I will share another account that took place in Lhasa, Tibet, around the 12th century. There was a highly learned lama who was part of the aristocracy and he was in charge of the Tibetan administration. He was from Drepung Monastery and was an accomplished scholar and extremely well-versed in phonetics. One day, this lama was seriously ill and he developed a goiter. He and his attendants did everything to cure it but he showed no signs of improvement. His attendants invited lamas and monks from around the city to perform purification practices and did everything they could, but the lama’s condition did not improve.
As all his efforts to cure his goiter were in vain, the lama then visited his root teacher and consulted with him. He was told to perform a purification practice of the deity, Dorjee Namjom. He was specifically instructed to find some monks from Barkhor. Barkhor is the well-known circumambulation path around the Jokhang temple in Lhasa. It is always filled with monks, practitioners, and beggars from far off places in Tibet. Following the instruction of the lama, his attendants went to the Barkhor and found 2 monks from Kham who were then practicing Chod. They were invited to the lama’s residence and asked to do a purification practice of Namjom. At first, being overwhelmed by the wealth and stature of the lama, both the monks were reluctant to start and said they did not know much and that it may be better to invite some other lamas. The Lama then reassured them and told them to do the practice as they would usually do it and in their usual Khampa dialect. They then made all the preparations and sat down to begin the Namjom practice. The Dorjee Namjom mantra is recited: “Om Tuteya Tuteya, Tetaya Tetaya Sarva Potaya Sarva Potaya Gunna Gunna Gunapaya Gunapaya Sarva Satone Buddhaya Buddhaya Sambuddhaya Sambuddhaya Dama Dama Sam Damaya Sam Damaya Sarva Param Name”. As they began to recite the mantra, the Lama felt a bit odd at the recitation. The lama who was well versed and an expert in phonetics immediately noticed that the monks were reciting the mantra incorrectly. It seemed that the monks mispronounced two words in the mantra - “Tuteya Tuteya” - and instead recited “Teteya Teteya”. “Tuteya Tuteya” means “Go away...Go away....Cleanse Away...Cleanse Away”. Instead of reciting “Tuteya Tuteya”, the two monks recited “Teteya Teteya” meaning “cut into pieces..cut into pieces”. The lama obviously began to wonder; first his neck was completely swollen and now are these monks praying for his throat to be cut? It seemed extremely inauspicious. Then, as the lama smirked at the bizarre chain of events, his goiter suddenly popped and he was ultimately cured.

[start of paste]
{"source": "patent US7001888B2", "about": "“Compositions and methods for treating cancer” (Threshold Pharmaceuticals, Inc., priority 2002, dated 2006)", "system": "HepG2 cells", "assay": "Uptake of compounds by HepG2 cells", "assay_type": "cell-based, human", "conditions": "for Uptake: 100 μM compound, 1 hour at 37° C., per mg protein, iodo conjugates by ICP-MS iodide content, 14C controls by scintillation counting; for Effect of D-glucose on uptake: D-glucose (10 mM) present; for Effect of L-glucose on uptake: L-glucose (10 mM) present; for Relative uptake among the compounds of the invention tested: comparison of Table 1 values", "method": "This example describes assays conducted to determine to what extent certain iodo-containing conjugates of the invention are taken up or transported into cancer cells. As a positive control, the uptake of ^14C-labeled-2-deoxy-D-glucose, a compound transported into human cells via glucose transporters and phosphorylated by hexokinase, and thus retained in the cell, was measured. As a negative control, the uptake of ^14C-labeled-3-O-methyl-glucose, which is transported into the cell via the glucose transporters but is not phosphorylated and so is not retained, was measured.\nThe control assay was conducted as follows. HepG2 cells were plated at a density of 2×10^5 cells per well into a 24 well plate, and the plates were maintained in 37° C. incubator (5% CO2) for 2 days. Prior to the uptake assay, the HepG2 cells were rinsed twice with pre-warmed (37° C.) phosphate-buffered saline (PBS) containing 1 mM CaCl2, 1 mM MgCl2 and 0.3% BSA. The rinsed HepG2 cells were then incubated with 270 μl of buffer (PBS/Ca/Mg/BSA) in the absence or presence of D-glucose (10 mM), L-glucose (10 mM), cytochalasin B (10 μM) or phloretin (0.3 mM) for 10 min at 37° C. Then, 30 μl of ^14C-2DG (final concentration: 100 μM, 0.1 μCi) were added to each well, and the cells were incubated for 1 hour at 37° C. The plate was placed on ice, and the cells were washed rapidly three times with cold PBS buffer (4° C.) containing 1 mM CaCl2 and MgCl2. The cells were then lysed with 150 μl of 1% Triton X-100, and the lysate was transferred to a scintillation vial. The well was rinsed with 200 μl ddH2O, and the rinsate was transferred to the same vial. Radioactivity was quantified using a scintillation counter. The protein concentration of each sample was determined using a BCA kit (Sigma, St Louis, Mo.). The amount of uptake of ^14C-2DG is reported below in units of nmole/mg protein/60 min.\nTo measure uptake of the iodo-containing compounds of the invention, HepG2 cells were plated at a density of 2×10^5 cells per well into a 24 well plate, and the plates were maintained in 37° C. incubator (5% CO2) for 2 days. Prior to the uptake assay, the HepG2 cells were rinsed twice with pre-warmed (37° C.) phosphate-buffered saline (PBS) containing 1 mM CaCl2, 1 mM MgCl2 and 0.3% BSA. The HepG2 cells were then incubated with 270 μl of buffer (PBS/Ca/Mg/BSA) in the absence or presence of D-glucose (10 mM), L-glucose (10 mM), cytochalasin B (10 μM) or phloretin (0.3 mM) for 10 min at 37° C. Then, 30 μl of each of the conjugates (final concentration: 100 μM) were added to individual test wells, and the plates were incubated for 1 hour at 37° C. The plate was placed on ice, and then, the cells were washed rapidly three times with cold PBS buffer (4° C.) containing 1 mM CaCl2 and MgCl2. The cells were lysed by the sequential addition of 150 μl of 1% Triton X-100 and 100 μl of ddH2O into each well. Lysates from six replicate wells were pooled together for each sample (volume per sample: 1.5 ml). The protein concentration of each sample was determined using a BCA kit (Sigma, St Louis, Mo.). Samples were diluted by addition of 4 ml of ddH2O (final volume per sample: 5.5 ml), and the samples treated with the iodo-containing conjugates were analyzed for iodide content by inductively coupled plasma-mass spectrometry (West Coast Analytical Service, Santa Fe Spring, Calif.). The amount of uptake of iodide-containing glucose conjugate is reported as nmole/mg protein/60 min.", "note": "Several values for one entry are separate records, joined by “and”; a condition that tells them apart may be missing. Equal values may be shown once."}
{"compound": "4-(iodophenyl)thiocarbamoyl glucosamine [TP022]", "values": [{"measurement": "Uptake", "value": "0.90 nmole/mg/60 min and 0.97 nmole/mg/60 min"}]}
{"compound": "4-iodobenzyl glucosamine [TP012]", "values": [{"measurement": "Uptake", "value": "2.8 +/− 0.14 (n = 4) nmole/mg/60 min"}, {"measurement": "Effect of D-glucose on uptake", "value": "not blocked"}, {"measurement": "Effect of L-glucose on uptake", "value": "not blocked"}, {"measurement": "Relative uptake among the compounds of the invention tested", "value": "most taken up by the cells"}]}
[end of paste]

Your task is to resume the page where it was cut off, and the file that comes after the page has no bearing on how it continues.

The two monks obviously did not know the meaning of the mantra, but they recited it wholeheartedly, with firm devotion to the deity and pure motivation for the lama’s recovery. Such stories show that it is not how one recites the mantra that is of prime significance, but the attitude of the individual reciting it.
When reciting the Amitabha Puja during our usual practices at our center, some may not correctly recite the mantras or other Tibetan words in the text, and they may wonder about it, but that is not really important. While reciting the Vajrasattva mantra in Sanskrit, we may not understand every word completely but your intention while reciting is far more important than how it sounds. I encourage all my students and dharma friends to chant mantra with faith, devotion and a pure altruistic motivation, without concepts regarding “correct” or “incorrect,” or “am I doing this right?” Let your heart and mind settle into and merge with the sacred blessings of the mantra, merge your faith and devotion with the deity with the recitation, and let firm conviction in the power of the mantra arise. In this way, there will definitely be benefit for you and for others.
I, Khenpo Karten Rinpoche, wrote this wrote this short blog on February 15, 2021, for all my students and Dharma friends, especially those who do not understand Tibetan but who often practice with Tibetan texts. This blog was transcribed by Dharma sister, Dechen Paltso, through a series of audio recorded messages and conversations.